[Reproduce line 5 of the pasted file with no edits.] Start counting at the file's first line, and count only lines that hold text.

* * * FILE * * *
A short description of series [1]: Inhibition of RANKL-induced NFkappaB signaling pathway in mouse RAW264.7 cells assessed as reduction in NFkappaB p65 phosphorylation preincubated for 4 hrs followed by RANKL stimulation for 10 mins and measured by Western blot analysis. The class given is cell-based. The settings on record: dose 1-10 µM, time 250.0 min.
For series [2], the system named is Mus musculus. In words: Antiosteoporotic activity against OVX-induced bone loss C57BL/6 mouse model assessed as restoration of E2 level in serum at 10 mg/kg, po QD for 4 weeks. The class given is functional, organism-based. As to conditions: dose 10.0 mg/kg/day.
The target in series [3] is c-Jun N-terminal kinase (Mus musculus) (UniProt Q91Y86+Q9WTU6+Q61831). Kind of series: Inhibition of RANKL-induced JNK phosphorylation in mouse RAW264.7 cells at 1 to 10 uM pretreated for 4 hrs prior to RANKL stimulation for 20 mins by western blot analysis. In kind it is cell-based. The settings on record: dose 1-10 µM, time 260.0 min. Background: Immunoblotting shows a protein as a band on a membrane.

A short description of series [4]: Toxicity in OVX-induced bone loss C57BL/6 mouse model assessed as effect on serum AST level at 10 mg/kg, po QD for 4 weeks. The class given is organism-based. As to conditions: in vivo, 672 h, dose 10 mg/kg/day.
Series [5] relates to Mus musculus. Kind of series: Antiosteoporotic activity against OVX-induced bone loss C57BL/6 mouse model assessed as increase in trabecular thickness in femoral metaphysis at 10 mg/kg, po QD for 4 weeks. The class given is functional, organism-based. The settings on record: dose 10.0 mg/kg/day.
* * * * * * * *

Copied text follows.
Series [5] relates to Mus musculus. Kind of series: Antiosteoporotic activity against OVX-induced bone loss C57BL/6 mouse model assessed as increase in trabecular thickness in femoral metaphysis at 10 mg/kg, po QD for 4 weeks. The class given is functional, organism-based. The settings on record: dose 10.0 mg/kg/day.